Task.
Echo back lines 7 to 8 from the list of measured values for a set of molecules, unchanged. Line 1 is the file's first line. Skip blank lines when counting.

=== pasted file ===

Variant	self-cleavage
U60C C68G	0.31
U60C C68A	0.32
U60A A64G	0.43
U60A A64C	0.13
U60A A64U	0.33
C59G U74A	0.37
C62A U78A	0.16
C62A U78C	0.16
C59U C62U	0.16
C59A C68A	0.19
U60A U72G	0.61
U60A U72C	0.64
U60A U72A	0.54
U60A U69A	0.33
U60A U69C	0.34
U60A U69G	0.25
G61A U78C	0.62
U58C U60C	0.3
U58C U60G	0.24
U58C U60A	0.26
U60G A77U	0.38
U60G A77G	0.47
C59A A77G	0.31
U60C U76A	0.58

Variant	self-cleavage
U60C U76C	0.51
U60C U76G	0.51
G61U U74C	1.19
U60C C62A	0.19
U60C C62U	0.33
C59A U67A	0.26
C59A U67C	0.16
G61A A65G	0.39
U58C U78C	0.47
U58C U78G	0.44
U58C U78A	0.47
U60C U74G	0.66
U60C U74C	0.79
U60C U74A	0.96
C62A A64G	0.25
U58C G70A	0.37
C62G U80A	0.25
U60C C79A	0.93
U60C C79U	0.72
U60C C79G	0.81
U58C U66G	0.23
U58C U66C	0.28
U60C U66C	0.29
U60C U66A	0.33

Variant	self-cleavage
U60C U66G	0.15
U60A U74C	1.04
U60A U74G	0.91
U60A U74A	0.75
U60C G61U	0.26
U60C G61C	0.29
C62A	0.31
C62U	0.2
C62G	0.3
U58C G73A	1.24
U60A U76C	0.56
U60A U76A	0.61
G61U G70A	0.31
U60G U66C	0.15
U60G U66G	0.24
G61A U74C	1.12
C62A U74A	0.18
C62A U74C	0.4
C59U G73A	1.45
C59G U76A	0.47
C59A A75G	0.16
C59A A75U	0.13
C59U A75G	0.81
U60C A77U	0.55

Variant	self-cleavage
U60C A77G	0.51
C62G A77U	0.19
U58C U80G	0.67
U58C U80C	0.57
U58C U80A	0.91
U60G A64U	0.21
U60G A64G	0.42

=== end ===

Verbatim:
C59G U74A	0.37
C62A U78A	0.16